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Christine Quinn gets support from the Human Rights Campaign

HRC gets behind Quinn's bid for New York City mayor
City_Council_Speaker_Christine_Quinn.jpg

The Human Rights Campaign, the largest LGBT civil rights organization in the US, is standing behind City Council Speaker Christine Quinn in her run for mayor of New York City.

'New York needs Christine Quinn because she approaches every issue she cares about with passion and drive,' Chad Griffin, the organization's president, said in a 1 February statement. 'Whether it’s equality for all New Yorkers, great public schools or twenty-first century infrastructure, Chris is ready to fight for the city New Yorkers deserve.'

In its announcement HRC also lauded the city's present chief executive, Mayor Michael Bloomberg.

'Over the course of his three terms in office, Bloomberg has embraced the LGBT community. He was a champion in the fight for marriage equality in 2011 and continues to lead in the fight for full equality in New York and across the country.'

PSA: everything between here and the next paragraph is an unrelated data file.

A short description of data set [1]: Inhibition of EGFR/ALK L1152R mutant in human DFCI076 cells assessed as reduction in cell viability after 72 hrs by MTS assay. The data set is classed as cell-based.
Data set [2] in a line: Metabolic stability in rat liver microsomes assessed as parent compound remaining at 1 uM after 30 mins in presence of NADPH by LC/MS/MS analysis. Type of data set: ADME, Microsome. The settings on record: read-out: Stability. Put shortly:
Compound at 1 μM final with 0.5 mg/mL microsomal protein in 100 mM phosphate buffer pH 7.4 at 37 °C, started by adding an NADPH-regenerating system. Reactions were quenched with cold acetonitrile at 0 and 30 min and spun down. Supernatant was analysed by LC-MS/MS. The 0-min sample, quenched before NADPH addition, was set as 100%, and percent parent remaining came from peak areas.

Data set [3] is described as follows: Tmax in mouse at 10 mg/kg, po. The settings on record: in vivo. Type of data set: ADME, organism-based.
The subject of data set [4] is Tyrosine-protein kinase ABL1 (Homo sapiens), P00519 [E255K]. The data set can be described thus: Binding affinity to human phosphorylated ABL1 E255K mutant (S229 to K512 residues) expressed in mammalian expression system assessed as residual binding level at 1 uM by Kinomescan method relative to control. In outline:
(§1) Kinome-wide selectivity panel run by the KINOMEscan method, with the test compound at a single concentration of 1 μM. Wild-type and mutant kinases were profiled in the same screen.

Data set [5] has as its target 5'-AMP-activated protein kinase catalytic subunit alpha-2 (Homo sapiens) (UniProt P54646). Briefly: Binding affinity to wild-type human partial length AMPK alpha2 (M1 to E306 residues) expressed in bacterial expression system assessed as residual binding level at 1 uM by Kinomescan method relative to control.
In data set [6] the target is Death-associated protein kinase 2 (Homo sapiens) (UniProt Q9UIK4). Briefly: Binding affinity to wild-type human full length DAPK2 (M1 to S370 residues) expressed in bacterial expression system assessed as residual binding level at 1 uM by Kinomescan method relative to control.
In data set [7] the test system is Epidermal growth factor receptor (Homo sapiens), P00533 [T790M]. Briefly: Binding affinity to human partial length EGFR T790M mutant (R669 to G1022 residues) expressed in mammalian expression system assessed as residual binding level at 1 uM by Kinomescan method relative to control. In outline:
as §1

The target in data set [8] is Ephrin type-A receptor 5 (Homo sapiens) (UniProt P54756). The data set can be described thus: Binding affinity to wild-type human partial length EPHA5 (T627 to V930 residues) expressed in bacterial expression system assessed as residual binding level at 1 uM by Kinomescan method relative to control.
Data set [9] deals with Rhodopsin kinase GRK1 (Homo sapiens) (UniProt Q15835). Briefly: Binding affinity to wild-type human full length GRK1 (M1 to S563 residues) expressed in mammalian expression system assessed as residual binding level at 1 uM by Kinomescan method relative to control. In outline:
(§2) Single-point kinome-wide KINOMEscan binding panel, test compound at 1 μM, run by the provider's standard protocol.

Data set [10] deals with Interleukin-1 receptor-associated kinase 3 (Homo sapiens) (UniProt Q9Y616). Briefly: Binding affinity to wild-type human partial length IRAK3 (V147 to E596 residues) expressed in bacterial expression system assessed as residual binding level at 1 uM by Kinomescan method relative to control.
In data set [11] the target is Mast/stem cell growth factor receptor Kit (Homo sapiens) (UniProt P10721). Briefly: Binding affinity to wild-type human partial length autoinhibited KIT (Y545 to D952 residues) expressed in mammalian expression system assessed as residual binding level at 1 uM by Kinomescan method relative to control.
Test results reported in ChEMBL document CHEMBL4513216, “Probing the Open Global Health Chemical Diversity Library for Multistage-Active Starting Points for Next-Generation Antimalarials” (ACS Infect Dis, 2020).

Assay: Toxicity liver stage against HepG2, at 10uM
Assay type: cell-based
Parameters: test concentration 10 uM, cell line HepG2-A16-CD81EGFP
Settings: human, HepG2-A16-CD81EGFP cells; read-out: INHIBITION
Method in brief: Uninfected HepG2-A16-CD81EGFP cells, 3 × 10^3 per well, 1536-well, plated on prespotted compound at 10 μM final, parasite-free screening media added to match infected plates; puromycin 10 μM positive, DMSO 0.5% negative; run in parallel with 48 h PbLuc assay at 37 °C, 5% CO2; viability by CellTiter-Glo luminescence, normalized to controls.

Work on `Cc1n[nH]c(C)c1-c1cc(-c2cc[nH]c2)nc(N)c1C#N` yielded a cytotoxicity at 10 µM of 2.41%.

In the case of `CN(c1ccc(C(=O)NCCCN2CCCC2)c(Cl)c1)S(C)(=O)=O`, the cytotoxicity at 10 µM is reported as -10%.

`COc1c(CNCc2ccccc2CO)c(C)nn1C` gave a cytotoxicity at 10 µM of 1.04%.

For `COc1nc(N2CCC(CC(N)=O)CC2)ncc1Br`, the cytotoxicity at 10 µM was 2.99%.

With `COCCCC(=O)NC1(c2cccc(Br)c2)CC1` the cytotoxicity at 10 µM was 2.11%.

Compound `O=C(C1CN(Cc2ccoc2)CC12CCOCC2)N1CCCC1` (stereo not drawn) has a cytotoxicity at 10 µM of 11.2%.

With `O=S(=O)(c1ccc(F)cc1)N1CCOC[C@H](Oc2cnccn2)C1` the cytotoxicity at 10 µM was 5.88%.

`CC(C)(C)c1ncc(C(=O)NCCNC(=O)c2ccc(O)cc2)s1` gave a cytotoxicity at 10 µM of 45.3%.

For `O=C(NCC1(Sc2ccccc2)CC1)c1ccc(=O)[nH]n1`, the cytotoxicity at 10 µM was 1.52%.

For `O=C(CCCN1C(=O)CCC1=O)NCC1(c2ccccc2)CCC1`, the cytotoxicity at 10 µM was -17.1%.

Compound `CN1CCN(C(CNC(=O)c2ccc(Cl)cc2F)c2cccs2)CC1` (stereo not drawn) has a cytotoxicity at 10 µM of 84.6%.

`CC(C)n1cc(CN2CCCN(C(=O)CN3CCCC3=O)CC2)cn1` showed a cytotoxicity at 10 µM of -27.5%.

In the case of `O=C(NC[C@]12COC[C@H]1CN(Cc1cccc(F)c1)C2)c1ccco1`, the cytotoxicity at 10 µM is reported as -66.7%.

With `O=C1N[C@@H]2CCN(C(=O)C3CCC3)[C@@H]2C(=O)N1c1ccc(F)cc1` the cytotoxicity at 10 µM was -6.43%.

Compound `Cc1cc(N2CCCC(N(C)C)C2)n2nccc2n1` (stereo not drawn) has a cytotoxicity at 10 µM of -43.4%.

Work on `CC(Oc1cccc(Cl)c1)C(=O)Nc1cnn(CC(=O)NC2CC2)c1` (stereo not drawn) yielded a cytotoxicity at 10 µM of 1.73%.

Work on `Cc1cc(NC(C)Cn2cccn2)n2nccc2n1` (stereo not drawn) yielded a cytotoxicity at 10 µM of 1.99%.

Bloomberg's term ends at the end of 2013.

If elected Quinn will be the first woman, and out gay politician, to be in charge of the Big Apple. In a  2013 January poll, she had a comfortable lead over her primary challengers. She was at 35 percent of voters, while the closet competitor came in with 11.

Despite high polling, the speaker faces grumbling from her LGBT base due to words about Ed Koch, mayor of New York City from 1978 until 1989.  The lifelong bachelor ran the city when the AIDS epidemic broke out, but many activists accuse  him of doing nothing as gay men were dying. Quinn released an email praising Koch as a "great mayor."

'I'm supporting Christine Quinn for mayor, but this mass email she just sent out is completely tone deaf to the generation of gay New Yorkers who worked tirelessly to throw (Koch) out of office (and we succeeded),' Peter Staley, one of the key members of ACT UP and TAG (Treatment Action Group), wrote n a Facebook post. 'We will never forget his contemptible legacy of neglect during the early years of the HIV/AIDS crisis.'

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